Every now and then I read something that not only "speaks" to me, but touches on something so pertinent and so important I want everyone to read it. So if you've ever wanted to stay home from church, or do, or know someone who does—read this article. Then pass it on and go.
The most important time to be at church is when you don’t feel like it.
I’ve talked with three Christians about this recently—two struggling with depression, and a third who just went through a tough break-up—who’ve stopped gathering with God’s people during a difficult season. Whether for weeks or months, all three have decided to stop going to church.
One said it would be unsatisfying, that there just isn't a sense of connection. Another said it would be awkward, because they don't want to see their ex. The last said it would be unhelpful, because they have no desire to be there anymore.
I'm not here to minimize their burdens or condemn them for feeling the way they do. I'm not writing to them or about them. I'm just writing to every Christian who feels the way they're feeling, who feels (as I have before) like gathering with God's people will be unsatisfying, unhelpful, or just plain awkward.
I’m writing to say something I said to all three of my friends at some point in our conversations: The most important time to be at church is when you don’t feel like it.
Far More Than a Place
Yes, I know the church is a people, not a place. The church is a body, not a building. The church is something Christians are, not just somewhere Christians go. Yes, I also know the church is a family that should meet and study and eat and fellowship and pray and serve throughout the week, not just on Sunday. I know these things, and if you’ve walked with God for a while, you do too.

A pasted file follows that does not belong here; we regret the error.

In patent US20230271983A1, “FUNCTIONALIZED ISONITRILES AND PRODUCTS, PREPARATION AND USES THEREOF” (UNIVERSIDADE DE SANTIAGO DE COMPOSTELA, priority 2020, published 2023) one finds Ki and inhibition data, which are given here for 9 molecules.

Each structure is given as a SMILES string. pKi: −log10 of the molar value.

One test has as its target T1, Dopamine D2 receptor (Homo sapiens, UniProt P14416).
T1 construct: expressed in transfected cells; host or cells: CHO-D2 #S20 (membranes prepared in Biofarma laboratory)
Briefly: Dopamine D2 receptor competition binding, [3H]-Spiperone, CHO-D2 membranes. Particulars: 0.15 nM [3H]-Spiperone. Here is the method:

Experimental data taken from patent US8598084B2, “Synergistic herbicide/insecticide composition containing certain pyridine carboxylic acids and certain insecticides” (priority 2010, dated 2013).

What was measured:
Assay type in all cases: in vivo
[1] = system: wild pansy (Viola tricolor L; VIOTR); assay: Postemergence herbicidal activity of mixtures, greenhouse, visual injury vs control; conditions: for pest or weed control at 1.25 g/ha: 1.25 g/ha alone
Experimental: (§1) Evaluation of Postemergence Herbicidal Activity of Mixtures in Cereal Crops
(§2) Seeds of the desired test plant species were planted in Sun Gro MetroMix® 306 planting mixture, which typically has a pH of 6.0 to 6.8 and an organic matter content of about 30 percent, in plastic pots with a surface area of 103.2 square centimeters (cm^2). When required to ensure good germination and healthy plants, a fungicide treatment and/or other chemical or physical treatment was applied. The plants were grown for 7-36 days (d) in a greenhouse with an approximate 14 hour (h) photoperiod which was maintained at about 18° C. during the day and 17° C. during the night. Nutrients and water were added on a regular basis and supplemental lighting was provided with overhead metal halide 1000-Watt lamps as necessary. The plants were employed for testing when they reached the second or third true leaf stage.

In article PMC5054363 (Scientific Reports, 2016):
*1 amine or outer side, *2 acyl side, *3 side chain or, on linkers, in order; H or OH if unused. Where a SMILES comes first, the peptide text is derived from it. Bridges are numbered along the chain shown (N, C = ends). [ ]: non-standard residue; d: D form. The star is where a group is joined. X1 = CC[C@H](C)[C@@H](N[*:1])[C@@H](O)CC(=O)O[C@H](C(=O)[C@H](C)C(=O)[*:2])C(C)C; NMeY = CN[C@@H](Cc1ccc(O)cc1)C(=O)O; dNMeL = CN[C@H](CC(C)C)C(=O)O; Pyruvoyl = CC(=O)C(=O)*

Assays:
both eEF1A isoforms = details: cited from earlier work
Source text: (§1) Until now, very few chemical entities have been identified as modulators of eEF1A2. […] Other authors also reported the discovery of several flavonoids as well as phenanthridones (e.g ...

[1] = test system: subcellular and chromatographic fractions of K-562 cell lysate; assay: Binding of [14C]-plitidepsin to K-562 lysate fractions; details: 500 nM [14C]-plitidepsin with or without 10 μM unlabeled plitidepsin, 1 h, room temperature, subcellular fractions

But I also know the church is marked, known, and enlivened by its regular, rhythmic, ordered gatherings (Heb. 10:24–25). A body that’s never together is more like a prosthetics warehouse, and a family that never has family dinners or outings or reunions won’t be a healthy family, if any family at all.
Sure, you could listen to some praise music and an online sermon, but there won’t be any personalized one-anothering, there won’t be any face-to-face fellowship, and there won’t be any bread and wine. Sure, you could read the Bible and pray on your own, but you won’t hear the studied voice of your own shepherd teaching and comforting and correcting you. Yes, you could just attend another church for a while because yours has grown unsatisfying, but that’s not treating your church like much of a covenant community.
Covenants are made for the hard times, not the good times. In the good times, we don’t need covenants, because we can get by and stick together on feelings alone. But covenant communities hold us up when we’re faltering and pick us up when we’ve fallen. They encourage us when we’re weary and wake us when we’re slumbering. They draw us out of ourselves and call us to our commitments and responsibilities. They invite us back to the garden of Christian community, where we grow.
It’s Not About You
I get it. The worship team didn’t pull their song selections from your Spotify playlist; the pastor didn’t have the time and resources to craft a mesmerizing sermon with a team of presidential speechwriters; the membership may not have the perfect combination of older saints to mentor you, younger saints to energize you, mature saints to counsel you, hospitable saints to host you, and outgoing saints to pursue you.